The Poetry of Pencils
I think this all began when I set out to find some original Thoreau family pencils from the 1800s. Henry David Thoreau’s family had a pencil company which he grew up helping out in. Thoreau is credited for figuring out how to make a superior lead by adding clay to the graphite, enabling various hardnesses. He also invented new pencil making machinery. Quite poetically, the pencil would become Thoreau’s very important tool in the woods, the place where pencils begin their lives and Thoreau began his spiritual experiment in living.
Incidentally, there are no original Thoreau pencils on eBay so I’m assuming they go for a fortune in auctions. The Concord Museum collection has many Thoreau related artifacts.
What did pop up in eBay is this sweet old Dixon Ticonderoga pencil box. (Notice that the side says “pleasing to the fingers.”) How could I resist? But the box was empty…
In the meantime, I had written a prose poem about a pencil as part of a series of poems about everyday artifacts. So I combined the poem and a pencil into one and created a scrolling pencil.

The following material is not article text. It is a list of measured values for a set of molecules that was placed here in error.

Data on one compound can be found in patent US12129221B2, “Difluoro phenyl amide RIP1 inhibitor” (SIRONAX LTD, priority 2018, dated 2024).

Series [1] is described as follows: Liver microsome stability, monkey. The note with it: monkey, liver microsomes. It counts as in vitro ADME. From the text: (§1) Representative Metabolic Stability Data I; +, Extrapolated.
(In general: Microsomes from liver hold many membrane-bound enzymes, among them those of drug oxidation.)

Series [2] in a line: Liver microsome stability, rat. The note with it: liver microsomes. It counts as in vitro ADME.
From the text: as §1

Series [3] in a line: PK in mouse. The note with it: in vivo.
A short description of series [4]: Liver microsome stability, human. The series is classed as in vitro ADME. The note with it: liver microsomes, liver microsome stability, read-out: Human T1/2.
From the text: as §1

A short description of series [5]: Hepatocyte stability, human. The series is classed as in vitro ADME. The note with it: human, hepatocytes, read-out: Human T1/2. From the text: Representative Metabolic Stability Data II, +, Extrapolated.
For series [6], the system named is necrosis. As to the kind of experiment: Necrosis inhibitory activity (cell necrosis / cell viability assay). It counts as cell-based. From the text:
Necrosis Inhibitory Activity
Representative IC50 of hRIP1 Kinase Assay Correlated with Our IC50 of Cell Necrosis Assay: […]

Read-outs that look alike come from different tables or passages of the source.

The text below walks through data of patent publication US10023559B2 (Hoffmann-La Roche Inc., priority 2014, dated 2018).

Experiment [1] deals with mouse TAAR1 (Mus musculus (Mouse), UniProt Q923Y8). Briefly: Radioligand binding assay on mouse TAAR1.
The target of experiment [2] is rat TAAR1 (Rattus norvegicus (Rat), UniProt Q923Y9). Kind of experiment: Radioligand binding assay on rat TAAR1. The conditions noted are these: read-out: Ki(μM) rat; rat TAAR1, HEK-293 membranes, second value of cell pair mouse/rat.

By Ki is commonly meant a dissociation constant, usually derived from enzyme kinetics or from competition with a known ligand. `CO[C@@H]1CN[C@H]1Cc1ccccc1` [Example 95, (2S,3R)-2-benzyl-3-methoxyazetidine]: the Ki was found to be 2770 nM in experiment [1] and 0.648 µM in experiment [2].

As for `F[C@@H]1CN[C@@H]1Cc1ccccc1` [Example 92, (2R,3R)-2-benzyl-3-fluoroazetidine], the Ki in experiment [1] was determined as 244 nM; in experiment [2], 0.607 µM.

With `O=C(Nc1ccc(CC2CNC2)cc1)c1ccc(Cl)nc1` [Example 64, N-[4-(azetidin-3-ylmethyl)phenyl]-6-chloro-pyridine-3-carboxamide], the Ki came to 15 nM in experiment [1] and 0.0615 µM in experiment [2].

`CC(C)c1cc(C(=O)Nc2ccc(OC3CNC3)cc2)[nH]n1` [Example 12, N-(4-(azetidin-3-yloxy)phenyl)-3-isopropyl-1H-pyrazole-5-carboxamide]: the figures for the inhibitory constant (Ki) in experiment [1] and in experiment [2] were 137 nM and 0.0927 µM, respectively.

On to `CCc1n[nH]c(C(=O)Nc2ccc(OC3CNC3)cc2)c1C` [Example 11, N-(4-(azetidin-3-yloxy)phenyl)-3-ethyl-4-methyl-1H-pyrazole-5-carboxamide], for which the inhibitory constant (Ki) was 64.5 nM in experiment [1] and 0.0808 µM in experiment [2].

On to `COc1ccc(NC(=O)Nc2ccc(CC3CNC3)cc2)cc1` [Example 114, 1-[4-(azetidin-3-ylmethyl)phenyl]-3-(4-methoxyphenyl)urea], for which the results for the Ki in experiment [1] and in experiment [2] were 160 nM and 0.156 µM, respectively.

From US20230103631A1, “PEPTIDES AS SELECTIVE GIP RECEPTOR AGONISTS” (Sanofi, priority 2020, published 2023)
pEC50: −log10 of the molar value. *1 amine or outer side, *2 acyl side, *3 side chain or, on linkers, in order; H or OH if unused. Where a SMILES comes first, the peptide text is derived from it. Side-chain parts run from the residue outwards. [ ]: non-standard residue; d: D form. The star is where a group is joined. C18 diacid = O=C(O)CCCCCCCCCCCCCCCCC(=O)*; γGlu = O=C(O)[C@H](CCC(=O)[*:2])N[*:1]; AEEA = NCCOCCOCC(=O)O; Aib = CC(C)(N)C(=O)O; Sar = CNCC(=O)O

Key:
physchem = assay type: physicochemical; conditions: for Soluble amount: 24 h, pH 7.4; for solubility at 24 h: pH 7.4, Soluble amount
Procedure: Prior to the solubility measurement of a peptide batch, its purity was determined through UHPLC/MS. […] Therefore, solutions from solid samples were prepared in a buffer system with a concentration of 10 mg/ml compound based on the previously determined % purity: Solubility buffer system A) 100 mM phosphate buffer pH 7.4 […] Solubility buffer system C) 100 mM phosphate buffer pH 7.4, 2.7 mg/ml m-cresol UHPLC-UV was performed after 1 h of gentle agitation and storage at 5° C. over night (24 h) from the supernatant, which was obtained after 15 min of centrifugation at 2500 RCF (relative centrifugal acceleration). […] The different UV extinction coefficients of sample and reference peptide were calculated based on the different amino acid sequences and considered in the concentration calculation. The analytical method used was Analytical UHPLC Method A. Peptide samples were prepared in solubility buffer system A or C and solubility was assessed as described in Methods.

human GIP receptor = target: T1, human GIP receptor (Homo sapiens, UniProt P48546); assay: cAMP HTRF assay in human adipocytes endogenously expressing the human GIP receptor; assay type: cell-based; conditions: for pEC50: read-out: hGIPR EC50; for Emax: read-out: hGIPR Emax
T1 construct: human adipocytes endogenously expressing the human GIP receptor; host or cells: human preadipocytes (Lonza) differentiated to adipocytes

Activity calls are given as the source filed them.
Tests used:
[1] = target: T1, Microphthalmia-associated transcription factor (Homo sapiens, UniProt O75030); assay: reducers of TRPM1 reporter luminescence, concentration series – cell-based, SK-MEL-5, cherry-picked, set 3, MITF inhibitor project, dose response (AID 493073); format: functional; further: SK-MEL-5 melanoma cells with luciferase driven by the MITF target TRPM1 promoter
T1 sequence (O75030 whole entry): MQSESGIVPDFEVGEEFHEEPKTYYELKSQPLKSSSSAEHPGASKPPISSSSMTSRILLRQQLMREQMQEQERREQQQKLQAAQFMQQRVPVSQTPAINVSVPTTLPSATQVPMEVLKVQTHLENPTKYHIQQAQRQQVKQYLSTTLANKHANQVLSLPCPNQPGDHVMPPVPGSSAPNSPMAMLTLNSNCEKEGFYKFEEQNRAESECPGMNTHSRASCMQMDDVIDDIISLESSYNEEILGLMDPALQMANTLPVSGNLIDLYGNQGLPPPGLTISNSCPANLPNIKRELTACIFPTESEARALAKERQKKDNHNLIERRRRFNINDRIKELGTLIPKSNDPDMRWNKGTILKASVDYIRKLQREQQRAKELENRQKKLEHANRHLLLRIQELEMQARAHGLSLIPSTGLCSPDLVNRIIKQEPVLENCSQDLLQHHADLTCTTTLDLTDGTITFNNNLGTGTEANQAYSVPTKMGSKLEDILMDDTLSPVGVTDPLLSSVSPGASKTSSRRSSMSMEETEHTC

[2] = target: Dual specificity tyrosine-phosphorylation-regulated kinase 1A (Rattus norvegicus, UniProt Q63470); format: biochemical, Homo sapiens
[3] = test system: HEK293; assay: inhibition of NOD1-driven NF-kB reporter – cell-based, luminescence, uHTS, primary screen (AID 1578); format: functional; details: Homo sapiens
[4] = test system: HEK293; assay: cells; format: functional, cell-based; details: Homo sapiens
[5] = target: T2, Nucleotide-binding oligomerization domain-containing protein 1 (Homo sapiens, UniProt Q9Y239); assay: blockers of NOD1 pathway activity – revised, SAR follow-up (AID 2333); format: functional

Here is the poem:
Sometimes when I’m holding a pencil I imagine that it becomes a thin twig. This twig is connected to a thin branch, and then a thicker branch, a thicker branch, and a trunk. I imagine that all of the little twigs on this tree are pencils, each in a particular person’s hand – a group of someones that don’t know each other. Apparently nearly half a billion Dixon Ticonderogas are produced a year. That’s a lot of someones. And each pencil can draw for 3 miles. That’s a lot of ground. Joseph Dixon’s pencil, introduced in 1913, was named after Fort Ticonderoga, a military post in New York. The name comes from the Mohawk “tekontaró:ken,” meaning “it is at the junction of two waterways.” This is what it feels like to write – and to live. We come to a small rushing junction with each word – with each moment. Sometimes we choose and sometimes we cannot. Sometimes we are swept away by the current, and sometimes desperately paddling back upstream. Pencil lead is the sap in the trees on the banks – the trees with the twigs that so many someones are holding on to. The sap is under the surface…Waiting. Tap it! Collect it in the tin pail of your heart. Boil it down till it’s thick – till it’s you.
If you want to know more about the history of pencils, check out the very well received 416 pages of “The Pencil” by Henry Petroski: